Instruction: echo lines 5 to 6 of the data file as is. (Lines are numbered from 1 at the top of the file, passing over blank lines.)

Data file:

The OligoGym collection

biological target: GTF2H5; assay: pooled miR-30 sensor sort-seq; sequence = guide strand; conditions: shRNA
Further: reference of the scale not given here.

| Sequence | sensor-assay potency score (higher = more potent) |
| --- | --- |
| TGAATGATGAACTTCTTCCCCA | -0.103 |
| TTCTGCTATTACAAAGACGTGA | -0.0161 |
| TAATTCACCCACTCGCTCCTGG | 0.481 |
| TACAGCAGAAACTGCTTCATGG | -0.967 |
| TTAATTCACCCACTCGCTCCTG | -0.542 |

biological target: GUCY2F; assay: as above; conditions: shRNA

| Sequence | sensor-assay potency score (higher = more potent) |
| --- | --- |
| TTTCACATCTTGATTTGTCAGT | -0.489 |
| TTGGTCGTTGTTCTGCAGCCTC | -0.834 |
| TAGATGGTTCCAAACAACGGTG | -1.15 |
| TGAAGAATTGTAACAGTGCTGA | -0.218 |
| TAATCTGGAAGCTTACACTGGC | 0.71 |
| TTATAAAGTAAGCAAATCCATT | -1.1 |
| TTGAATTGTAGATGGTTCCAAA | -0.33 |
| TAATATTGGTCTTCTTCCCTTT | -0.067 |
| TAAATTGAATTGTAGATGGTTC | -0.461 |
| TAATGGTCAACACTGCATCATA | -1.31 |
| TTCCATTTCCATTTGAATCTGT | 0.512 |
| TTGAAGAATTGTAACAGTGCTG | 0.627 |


| --- | --- |
| TGAATGATGAACTTCTTCCCCA | -0.103 |